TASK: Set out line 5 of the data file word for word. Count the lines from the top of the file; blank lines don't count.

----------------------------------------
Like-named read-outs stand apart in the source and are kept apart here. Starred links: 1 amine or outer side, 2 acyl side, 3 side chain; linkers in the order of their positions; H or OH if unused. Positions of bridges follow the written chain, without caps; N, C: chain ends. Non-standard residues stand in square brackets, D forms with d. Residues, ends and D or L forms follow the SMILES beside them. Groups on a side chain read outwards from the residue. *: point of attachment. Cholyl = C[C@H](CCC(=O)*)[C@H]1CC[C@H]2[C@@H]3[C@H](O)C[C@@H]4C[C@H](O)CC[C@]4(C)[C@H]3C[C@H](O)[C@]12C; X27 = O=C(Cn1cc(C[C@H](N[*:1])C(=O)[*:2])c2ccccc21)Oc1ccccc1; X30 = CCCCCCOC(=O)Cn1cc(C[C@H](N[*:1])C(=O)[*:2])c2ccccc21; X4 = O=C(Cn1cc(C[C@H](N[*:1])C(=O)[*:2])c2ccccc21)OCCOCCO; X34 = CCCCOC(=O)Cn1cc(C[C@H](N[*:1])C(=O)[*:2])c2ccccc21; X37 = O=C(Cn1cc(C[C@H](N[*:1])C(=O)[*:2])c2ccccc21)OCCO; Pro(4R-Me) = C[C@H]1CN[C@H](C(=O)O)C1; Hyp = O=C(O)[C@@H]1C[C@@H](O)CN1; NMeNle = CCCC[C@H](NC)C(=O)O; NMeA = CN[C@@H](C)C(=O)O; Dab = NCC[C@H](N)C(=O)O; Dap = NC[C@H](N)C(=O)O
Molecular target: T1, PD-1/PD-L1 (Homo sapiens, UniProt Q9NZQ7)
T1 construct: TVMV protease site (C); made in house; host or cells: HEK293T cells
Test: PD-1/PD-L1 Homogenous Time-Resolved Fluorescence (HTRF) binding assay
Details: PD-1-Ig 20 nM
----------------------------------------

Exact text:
Details: PD-1-Ig 20 nM